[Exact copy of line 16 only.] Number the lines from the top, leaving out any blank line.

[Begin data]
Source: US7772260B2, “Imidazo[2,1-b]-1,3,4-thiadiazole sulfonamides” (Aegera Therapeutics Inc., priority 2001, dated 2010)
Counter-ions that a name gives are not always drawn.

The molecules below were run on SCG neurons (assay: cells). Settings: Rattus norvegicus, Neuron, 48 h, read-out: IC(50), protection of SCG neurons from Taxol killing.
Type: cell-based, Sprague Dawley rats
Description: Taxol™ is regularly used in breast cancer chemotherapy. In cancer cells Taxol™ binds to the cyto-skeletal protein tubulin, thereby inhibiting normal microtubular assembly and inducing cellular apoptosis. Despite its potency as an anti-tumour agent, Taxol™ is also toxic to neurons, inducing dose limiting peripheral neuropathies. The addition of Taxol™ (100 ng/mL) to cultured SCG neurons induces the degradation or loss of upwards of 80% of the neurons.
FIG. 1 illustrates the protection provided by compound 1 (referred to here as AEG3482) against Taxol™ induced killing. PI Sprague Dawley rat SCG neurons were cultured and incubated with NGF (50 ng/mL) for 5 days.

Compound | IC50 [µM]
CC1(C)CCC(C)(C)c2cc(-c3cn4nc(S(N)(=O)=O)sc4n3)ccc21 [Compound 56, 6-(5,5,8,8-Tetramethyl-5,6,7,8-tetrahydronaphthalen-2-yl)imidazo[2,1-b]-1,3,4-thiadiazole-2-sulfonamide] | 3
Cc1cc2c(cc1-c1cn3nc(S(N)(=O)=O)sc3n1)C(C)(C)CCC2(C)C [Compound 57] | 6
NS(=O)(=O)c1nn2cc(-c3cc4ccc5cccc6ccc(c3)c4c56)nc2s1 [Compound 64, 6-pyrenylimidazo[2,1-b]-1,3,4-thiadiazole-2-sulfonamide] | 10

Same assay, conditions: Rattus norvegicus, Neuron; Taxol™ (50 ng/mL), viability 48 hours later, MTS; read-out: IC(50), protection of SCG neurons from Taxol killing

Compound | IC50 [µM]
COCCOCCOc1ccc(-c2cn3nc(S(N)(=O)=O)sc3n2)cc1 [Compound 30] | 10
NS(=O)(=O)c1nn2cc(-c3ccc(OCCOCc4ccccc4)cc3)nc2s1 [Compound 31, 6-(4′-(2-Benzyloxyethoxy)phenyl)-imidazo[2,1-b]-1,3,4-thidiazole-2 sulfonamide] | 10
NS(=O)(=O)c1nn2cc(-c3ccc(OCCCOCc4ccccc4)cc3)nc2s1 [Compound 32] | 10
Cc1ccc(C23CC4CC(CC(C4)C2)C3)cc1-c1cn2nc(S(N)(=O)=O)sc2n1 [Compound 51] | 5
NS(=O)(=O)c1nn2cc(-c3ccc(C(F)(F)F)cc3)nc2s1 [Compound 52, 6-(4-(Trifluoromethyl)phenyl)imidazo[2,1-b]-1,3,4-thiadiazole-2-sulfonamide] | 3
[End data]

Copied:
Cc1ccc(C23CC4CC(CC(C4)C2)C3)cc1-c1cn2nc(S(N)(=O)=O)sc2n1 [Compound 51] | 5